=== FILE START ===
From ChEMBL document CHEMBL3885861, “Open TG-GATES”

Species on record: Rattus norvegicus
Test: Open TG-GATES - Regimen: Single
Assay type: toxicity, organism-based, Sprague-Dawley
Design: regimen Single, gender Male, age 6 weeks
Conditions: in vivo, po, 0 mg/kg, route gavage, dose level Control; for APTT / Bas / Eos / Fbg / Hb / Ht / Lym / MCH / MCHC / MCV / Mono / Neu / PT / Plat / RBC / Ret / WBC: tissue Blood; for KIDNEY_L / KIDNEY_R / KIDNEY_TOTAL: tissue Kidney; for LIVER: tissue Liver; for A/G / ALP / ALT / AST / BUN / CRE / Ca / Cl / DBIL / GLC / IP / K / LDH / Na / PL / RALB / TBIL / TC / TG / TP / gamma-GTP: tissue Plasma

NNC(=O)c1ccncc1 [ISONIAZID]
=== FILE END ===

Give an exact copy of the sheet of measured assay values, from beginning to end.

From ChEMBL document CHEMBL3885861, “Open TG-GATES”

Species on record: Rattus norvegicus
Test: Open TG-GATES - Regimen: Single
Assay type: toxicity, organism-based, Sprague-Dawley
Design: regimen Single, gender Male, age 6 weeks
Conditions: in vivo, po, 0 mg/kg, route gavage, dose level Control; for APTT / Bas / Eos / Fbg / Hb / Ht / Lym / MCH / MCHC / MCV / Mono / Neu / PT / Plat / RBC / Ret / WBC: tissue Blood; for KIDNEY_L / KIDNEY_R / KIDNEY_TOTAL: tissue Kidney; for LIVER: tissue Liver; for A/G / ALP / ALT / AST / BUN / CRE / Ca / Cl / DBIL / GLC / IP / K / LDH / Na / PL / RALB / TBIL / TC / TG / TP / gamma-GTP: tissue Plasma

NNC(=O)c1ccncc1 [ISONIAZID]